On the darkest hour of 4 June 1940, Prime Minister Winston Churchill wrote to General Lord Ismay, Head of the Military Wing of the War Cabinet Secretariat, demanding, that under no circumstances would Britain resort to the defensive strategy that had failed the French.
Instead, work was to begin immediately to organise raiding forces that would strike along the coasts of the occupied countries.
Determined to take the war to the Germans, in a further minute to Ismay two days later Churchill added that:
“Enterprises must be prepared with specially trained troops of the hunter class, who can develop a reign of terror first of all on a “Butcher and Bolt” policy… I look to Chiefs of Staff to propose me measures for a vigorous, enterprising and ceaseless offensive against the whole German occupied coastline, do a deep a raid inland, cutting vital communications, and then back, leaving a trail of German corpses behind them”
Within days of Churchill’s demands for troops of the “hunter class” the Chief of the Imperial General Staff, General Sir John Dill, delegated the task to his Military Assistant, Lt Col Dudley Clarke, Royal Artillery, to initiate the ‘Butcher and Bolt’ policy.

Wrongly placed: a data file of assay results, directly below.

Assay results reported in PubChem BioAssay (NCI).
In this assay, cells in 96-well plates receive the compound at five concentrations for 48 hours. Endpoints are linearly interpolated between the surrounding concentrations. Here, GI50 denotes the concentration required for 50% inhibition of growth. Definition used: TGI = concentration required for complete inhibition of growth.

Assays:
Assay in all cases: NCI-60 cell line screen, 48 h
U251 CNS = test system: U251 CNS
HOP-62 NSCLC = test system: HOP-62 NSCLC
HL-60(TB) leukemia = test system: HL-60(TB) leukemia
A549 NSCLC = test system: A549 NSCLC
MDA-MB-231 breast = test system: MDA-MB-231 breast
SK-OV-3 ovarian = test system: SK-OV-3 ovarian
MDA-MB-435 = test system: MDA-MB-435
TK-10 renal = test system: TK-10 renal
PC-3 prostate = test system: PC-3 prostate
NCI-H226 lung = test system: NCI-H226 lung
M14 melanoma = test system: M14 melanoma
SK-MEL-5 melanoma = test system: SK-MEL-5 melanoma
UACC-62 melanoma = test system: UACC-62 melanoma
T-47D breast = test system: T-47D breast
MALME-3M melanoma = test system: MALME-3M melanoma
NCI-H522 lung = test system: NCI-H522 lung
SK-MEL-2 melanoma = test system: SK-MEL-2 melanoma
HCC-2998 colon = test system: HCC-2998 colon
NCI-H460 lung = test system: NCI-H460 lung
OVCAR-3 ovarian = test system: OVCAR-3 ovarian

Clarke, who had grown up in South Africa, had a profound interest in military history and fervently recalled how the Spanish had engaged in hit-and-run raids behind enemy lines with small bands of lightly armed irregular soldiers, against the French during the Peninsular War.
He recollected how the Boers had used similar tactics against the British at the end of the nineteenth century, however, it was by witnessing for himself how a handful of ill-armed Arabs, attacking by surprise and manoeuvring superbly, had tied down more than an entire Corps of regular British Army troops in Palestine in 1936, that convinced him that this type of irregular guerrilla warfare was what was required to take the fight back to the Germans.
With this notion in mind Clarke declared that:
“Guerrilla warfare was always in fact the answer of the ill-equipped patriot in the face of a vaster though ponderous military machine; and that seemed to me to be precisely the position in which the British Army found itself in June 1940.”